Tuesday, April 11, 2006
Because of concern by parents and school and law enforcement officials that the site sometimes unwittingly makes young people vulnerable to pornographers or predators, the company has hired Hemanshu Nigam, director of consumer security outreach and child-safe computing at the Microsoft Corporation, to oversee safety, education and privacy programs and law enforcement affairs.
About damn time. Too bad I never heard anything back from Myspace.com when I contacted them about using SSL for login. Self-sign certs should be able to fit in their budget. ;)
Saturday, April 8, 2006
The Graffiti Research Lab is dedicated to outfitting graffiti artists with open source technologies. Pretty cool. The graffiti scene has moved from pure paint to LED throwies and art via light projection. I really like this new movement because of its less-damaging outcome.
Check out this Wired.com write-up on this movement in NYC.
We live in a world were no computer or OS is safe. Botnets have been found that only contained Linux and OS X bots. If you think your OS is protecting you from the evil of the virtual world...you are dead wrong.
This is the security illusion - I sometimes call it "security complacency".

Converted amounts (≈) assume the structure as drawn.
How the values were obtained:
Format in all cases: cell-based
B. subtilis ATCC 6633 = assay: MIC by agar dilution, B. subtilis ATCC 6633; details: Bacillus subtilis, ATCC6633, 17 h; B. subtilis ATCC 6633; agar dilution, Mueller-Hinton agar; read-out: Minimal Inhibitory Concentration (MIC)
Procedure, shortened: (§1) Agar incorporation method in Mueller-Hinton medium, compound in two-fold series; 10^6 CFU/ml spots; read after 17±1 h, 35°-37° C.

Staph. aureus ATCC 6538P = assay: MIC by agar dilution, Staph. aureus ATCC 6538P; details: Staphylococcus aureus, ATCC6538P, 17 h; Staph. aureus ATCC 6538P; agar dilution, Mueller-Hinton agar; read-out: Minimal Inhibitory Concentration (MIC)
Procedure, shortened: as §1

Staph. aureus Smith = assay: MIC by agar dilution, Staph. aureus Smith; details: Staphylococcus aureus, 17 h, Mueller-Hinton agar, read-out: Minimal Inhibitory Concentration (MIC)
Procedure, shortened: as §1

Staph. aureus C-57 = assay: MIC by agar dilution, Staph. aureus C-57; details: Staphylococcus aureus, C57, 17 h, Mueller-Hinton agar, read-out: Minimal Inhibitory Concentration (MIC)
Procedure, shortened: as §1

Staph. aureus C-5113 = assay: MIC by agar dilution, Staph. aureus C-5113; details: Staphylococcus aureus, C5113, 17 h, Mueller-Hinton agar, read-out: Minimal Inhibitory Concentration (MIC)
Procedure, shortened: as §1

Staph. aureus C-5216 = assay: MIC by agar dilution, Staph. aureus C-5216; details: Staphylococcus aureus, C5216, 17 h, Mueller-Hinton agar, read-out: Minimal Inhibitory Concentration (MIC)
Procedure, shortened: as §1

Any system is open to attack. Bad guys want your computer to be a node on their botnet....it doesn't matter if you are running Windows 98, Windows 95 or OS X. I saw a Windows 98 yesterday with a bot on it. It was scanning for a load of vulnerable PHP applications, most likely an attempt to spread.
Moral of the Story - Don't have a big head. Every computer user needs to be smart and take steps to protect their data, money and their existence.
Read about Jim Dalrymple's experience with Boot Camp over at Macworld.
Before OS X was released, I never wanted a Mac. I didn't see the reason to get one. They had fewer programs, fewer places to get them repaired (which I mostly did on my own anyways) and cost twice as much as my x86 PCs. Apple didn't support the geek overall. They didn't want you to open the case, didn't want you to modify things too much. So again - why would I?